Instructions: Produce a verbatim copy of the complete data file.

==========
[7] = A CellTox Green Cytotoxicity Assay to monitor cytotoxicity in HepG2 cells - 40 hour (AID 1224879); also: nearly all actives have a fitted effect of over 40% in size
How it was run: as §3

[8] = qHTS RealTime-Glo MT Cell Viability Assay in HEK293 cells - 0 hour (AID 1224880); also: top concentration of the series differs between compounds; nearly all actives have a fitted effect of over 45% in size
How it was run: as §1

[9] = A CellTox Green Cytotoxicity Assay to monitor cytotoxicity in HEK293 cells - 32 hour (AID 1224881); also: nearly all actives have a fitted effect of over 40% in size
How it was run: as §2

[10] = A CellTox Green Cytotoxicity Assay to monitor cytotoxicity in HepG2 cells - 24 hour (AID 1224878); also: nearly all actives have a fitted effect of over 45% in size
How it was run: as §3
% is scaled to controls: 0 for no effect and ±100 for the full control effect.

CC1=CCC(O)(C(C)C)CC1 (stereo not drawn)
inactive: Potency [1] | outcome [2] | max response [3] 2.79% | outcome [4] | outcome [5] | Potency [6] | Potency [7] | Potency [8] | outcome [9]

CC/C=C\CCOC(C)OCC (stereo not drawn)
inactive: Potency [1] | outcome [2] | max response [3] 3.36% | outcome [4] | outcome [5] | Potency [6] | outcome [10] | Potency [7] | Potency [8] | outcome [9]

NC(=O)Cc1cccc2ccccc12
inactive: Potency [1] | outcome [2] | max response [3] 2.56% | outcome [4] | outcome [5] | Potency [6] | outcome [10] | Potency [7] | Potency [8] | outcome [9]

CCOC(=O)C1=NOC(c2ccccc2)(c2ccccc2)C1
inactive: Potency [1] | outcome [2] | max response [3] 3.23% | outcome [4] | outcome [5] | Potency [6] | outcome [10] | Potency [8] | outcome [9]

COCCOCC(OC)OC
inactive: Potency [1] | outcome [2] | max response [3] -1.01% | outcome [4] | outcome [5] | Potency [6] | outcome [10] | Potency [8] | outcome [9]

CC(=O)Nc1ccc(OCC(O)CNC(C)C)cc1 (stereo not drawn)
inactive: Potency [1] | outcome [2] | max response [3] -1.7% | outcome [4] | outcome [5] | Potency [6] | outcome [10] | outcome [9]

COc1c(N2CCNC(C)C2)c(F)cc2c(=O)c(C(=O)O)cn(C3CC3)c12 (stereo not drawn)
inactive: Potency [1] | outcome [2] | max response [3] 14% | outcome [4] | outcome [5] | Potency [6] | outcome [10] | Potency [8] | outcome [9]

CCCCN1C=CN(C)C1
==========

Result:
[7] = A CellTox Green Cytotoxicity Assay to monitor cytotoxicity in HepG2 cells - 40 hour (AID 1224879); also: nearly all actives have a fitted effect of over 40% in size
How it was run: as §3

[8] = qHTS RealTime-Glo MT Cell Viability Assay in HEK293 cells - 0 hour (AID 1224880); also: top concentration of the series differs between compounds; nearly all actives have a fitted effect of over 45% in size
How it was run: as §1

[9] = A CellTox Green Cytotoxicity Assay to monitor cytotoxicity in HEK293 cells - 32 hour (AID 1224881); also: nearly all actives have a fitted effect of over 40% in size
How it was run: as §2

[10] = A CellTox Green Cytotoxicity Assay to monitor cytotoxicity in HepG2 cells - 24 hour (AID 1224878); also: nearly all actives have a fitted effect of over 45% in size
How it was run: as §3
% is scaled to controls: 0 for no effect and ±100 for the full control effect.

CC1=CCC(O)(C(C)C)CC1 (stereo not drawn)
inactive: Potency [1] | outcome [2] | max response [3] 2.79% | outcome [4] | outcome [5] | Potency [6] | Potency [7] | Potency [8] | outcome [9]

CC/C=C\CCOC(C)OCC (stereo not drawn)
inactive: Potency [1] | outcome [2] | max response [3] 3.36% | outcome [4] | outcome [5] | Potency [6] | outcome [10] | Potency [7] | Potency [8] | outcome [9]

NC(=O)Cc1cccc2ccccc12
inactive: Potency [1] | outcome [2] | max response [3] 2.56% | outcome [4] | outcome [5] | Potency [6] | outcome [10] | Potency [7] | Potency [8] | outcome [9]

CCOC(=O)C1=NOC(c2ccccc2)(c2ccccc2)C1
inactive: Potency [1] | outcome [2] | max response [3] 3.23% | outcome [4] | outcome [5] | Potency [6] | outcome [10] | Potency [8] | outcome [9]

COCCOCC(OC)OC
inactive: Potency [1] | outcome [2] | max response [3] -1.01% | outcome [4] | outcome [5] | Potency [6] | outcome [10] | Potency [8] | outcome [9]

CC(=O)Nc1ccc(OCC(O)CNC(C)C)cc1 (stereo not drawn)
inactive: Potency [1] | outcome [2] | max response [3] -1.7% | outcome [4] | outcome [5] | Potency [6] | outcome [10] | outcome [9]

COc1c(N2CCNC(C)C2)c(F)cc2c(=O)c(C(=O)O)cn(C3CC3)c12 (stereo not drawn)
inactive: Potency [1] | outcome [2] | max response [3] 14% | outcome [4] | outcome [5] | Potency [6] | outcome [10] | Potency [8] | outcome [9]

CCCCN1C=CN(C)C1